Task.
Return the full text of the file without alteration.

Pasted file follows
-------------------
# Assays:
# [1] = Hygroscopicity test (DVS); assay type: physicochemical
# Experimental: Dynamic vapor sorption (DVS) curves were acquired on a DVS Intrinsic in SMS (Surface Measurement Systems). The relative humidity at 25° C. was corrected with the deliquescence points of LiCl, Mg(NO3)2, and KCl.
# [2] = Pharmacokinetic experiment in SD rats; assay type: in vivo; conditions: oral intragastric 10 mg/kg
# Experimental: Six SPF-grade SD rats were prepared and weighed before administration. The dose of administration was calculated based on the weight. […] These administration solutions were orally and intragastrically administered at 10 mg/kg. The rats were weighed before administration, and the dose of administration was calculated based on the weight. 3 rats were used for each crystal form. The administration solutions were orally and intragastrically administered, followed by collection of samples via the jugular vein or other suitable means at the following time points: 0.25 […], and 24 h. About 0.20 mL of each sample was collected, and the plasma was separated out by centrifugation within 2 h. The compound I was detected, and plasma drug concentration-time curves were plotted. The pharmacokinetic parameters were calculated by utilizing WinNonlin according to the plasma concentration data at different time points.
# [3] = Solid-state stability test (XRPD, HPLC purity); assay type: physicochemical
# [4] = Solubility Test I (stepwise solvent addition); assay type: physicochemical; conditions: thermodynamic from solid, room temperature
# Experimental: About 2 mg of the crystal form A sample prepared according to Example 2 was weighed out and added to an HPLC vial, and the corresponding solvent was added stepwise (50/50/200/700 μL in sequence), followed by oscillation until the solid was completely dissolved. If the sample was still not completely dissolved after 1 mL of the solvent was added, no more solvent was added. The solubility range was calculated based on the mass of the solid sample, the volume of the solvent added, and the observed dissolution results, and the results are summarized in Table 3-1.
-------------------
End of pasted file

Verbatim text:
# Assays:
# [1] = Hygroscopicity test (DVS); assay type: physicochemical
# Experimental: Dynamic vapor sorption (DVS) curves were acquired on a DVS Intrinsic in SMS (Surface Measurement Systems). The relative humidity at 25° C. was corrected with the deliquescence points of LiCl, Mg(NO3)2, and KCl.
# [2] = Pharmacokinetic experiment in SD rats; assay type: in vivo; conditions: oral intragastric 10 mg/kg
# Experimental: Six SPF-grade SD rats were prepared and weighed before administration. The dose of administration was calculated based on the weight. […] These administration solutions were orally and intragastrically administered at 10 mg/kg. The rats were weighed before administration, and the dose of administration was calculated based on the weight. 3 rats were used for each crystal form. The administration solutions were orally and intragastrically administered, followed by collection of samples via the jugular vein or other suitable means at the following time points: 0.25 […], and 24 h. About 0.20 mL of each sample was collected, and the plasma was separated out by centrifugation within 2 h. The compound I was detected, and plasma drug concentration-time curves were plotted. The pharmacokinetic parameters were calculated by utilizing WinNonlin according to the plasma concentration data at different time points.
# [3] = Solid-state stability test (XRPD, HPLC purity); assay type: physicochemical
# [4] = Solubility Test I (stepwise solvent addition); assay type: physicochemical; conditions: thermodynamic from solid, room temperature
# Experimental: About 2 mg of the crystal form A sample prepared according to Example 2 was weighed out and added to an HPLC vial, and the corresponding solvent was added stepwise (50/50/200/700 μL in sequence), followed by oscillation until the solid was completely dissolved. If the sample was still not completely dissolved after 1 mL of the solvent was added, no more solvent was added. The solubility range was calculated based on the mass of the solid sample, the volume of the solvent added, and the observed dissolution results, and the results are summarized in Table 3-1.